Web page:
Sapphic Cinema: “High Art”

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Under normal circumstances, I don’t have a lot of patience for films with queer content that insist they are NOT GAY MOVIES. It speaks to the uneasy push-and-pull studios and networks have with queer audiences; they want our dollars (and our write-ups), but it’s like they would rather insult thousands of queer viewers than alienate one potential straight ticket-buyer. High Art is an exception to that rule, because, in spite of its three queer (or two queer and one opportunistic, depending on your reading) characters and the presence of out writer-director Lisa Cholodenko, this isn’t a film about lesbianism so much as it is about narcissism.

highart1

Every time I watch High Art, I come away with a different opinion, which, by a certain metric, makes it a success. As a director, Cholodenko likes to implicate her audiences and characters by challenging our notions of glamour, success, and love. Targets include the bohemian lifestyle in Laurel Canyon and the well-adjusted, mainstream homosexual in The Kids Are All Right (which, don’t worry, we will get to in good time). In High Art, her 1998 feature debut, her subject (or target) is Syd, the ambitious, driven, yet strangely vacant junior editor at a photography magazine. She is played by Radha Mitchell, who is lovely and luminous and who I will hear nothing against.

highart2THIS IS THE BIGGEST FACE SHE MAKES THE ENTIRE TIME, THOUGH.

Syd is desperate to move forward at her magazine since she still has most of the duties of an intern. Her boss and the secretary both suggest she should consider sleeping her way to the top, but no! Such a thing is beneath our Syd! She studied semiotics, you see, and her boyfriend is Gabriel Mann. (I love Gabriel Mann and his soft little voice, even though I always mix him up with the guy who played the male lesbian on The L Word. They are a lot alike, tbh.)

They seem like the perfect upwardly mobile New York couple, but the film assures you early on that they (and everyone else) has a socially-sanctioned drug of choice. Gabriel Mann smokes weed and cigarettes, and Syd likes a martini after work. It’s almost like (and I don’t want to blow your mind here) EVERYONE IS A HYPOCRITE.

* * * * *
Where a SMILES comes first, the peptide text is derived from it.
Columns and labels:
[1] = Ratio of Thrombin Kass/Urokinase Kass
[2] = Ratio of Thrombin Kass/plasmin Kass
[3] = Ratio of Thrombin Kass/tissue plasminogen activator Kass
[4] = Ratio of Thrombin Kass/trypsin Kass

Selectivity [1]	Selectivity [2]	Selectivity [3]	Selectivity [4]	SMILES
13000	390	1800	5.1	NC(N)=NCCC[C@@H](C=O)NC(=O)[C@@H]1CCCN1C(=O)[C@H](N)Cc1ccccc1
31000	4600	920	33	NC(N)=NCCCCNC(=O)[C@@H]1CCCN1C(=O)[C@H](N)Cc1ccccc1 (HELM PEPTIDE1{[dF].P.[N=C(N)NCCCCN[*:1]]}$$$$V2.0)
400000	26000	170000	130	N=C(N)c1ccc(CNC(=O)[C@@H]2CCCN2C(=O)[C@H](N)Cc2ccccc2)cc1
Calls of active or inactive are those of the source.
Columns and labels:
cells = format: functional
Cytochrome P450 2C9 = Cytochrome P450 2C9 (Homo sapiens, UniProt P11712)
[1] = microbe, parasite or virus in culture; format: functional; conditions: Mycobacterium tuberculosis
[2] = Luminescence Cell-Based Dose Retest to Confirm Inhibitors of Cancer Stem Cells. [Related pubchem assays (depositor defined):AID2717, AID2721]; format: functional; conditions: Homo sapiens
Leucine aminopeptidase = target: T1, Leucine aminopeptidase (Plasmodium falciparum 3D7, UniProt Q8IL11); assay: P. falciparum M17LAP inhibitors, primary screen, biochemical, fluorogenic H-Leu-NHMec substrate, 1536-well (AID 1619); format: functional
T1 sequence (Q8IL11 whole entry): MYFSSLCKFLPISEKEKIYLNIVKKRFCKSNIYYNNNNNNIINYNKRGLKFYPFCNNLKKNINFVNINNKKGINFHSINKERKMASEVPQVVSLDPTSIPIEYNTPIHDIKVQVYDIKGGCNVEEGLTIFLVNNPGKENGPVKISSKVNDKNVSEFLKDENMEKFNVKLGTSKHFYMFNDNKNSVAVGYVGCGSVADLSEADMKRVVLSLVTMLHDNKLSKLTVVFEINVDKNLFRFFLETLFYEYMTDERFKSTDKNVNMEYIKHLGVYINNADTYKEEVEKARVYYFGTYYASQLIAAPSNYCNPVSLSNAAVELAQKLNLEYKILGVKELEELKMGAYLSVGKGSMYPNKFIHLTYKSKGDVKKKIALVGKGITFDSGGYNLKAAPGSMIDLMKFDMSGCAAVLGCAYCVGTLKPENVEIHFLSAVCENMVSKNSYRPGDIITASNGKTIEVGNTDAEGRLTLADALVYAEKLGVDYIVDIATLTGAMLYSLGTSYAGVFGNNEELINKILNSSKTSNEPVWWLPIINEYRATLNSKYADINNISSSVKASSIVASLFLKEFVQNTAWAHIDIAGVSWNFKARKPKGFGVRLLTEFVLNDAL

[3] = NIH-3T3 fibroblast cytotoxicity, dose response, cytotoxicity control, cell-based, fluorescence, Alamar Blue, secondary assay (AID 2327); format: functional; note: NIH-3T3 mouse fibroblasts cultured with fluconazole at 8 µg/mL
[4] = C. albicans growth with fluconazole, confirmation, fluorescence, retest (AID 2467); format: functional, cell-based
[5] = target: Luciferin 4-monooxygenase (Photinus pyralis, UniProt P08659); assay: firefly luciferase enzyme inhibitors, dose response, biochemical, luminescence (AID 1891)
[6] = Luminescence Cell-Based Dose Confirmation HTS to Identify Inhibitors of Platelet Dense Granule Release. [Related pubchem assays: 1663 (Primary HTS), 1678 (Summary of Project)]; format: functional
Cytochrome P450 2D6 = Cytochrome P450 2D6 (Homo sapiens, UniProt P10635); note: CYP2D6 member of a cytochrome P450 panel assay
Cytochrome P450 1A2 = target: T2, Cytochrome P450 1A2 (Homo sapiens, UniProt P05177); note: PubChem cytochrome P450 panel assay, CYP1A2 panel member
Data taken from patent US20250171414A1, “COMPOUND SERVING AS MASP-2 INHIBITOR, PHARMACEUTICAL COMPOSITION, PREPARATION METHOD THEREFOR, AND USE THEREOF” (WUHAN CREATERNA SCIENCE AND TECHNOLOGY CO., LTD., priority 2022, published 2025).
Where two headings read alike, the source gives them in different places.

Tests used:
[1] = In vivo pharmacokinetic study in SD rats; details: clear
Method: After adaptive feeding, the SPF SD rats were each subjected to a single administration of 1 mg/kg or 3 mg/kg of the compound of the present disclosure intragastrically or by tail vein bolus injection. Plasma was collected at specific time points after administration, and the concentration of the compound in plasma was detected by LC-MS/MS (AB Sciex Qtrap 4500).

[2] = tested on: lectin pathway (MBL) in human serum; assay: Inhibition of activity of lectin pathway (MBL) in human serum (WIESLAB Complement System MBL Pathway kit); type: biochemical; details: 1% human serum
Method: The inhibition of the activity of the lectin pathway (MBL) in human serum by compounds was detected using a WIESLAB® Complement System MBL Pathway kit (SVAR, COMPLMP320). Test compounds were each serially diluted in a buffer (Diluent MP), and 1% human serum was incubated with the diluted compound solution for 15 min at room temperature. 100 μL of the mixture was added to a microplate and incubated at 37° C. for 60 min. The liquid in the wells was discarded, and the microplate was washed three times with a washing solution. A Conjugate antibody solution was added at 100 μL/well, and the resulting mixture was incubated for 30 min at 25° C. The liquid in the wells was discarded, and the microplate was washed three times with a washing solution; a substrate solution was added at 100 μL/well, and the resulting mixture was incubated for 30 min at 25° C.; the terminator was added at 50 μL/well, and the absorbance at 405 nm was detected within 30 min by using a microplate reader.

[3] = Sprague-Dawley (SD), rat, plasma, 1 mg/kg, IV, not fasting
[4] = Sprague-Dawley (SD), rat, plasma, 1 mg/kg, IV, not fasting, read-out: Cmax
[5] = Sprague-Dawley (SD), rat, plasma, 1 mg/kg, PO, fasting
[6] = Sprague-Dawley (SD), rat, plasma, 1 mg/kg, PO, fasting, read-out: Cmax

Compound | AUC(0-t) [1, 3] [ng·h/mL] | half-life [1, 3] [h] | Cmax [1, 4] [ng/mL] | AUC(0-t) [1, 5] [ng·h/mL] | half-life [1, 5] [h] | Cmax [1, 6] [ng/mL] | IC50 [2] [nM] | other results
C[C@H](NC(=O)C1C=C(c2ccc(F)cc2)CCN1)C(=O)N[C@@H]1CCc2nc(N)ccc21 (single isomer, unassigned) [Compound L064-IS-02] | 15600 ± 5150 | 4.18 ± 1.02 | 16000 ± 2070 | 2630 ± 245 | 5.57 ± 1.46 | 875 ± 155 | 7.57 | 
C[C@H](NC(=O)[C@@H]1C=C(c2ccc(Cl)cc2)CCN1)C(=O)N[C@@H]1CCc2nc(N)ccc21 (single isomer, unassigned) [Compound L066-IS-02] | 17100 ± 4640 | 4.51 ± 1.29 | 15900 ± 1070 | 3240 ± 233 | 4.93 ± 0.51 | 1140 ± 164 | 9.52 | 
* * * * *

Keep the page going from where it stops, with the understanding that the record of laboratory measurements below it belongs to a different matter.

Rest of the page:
Syd’s well-ordered life is rudely interrupted when a literal crack opens up in her ceiling and lets in the big, scary world.

highart3GODDAMMIT, NOW I HAVE METAPHOR ALL OVER ME.

When she goes upstairs to investigate the source of the leak (IN HER LAZY, UNEXAMINED VALUES, AMIRITE?) she meets Lucy Berliner (Ally Sheedy, honorary lesbian team member, and forever best part of The Breakfast Club).

highart4GIRL, DON’T LET ANYBODY MAKE YOU OVER AND STICK YOU WITH EMILIO ESTEVEZ.

Lucy gets to fulfill an archetype rarely embodied by women: the louche, brilliant but dissipated Byronic brooder. It is a type that I am a sucker for, and so are you; don’t lie. Lucy was briefly a celebrated photographer but walked away from fame and fortune because she just could not fucking be bothered. (My favorite line of the whole movie is “it just seemed kind of punk rock at the time.”) But don’t worry, Lucy has found a new activity to occupy her time.

highart5IF YOU DOUBT MY ORIGINAL THESIS THAT THIS MOVIE IS ABOUT NARCISSISM, PLEASE PLAY “COUNT THE MIRRORS.”

Yes heroin, that thing people still do even though we have all seen at least one movie about it. But of course, a drug habit isn’t a drug habit without a circle of sycophants and enablers, and Lucy has a whole gang of glassy-eyed companions.

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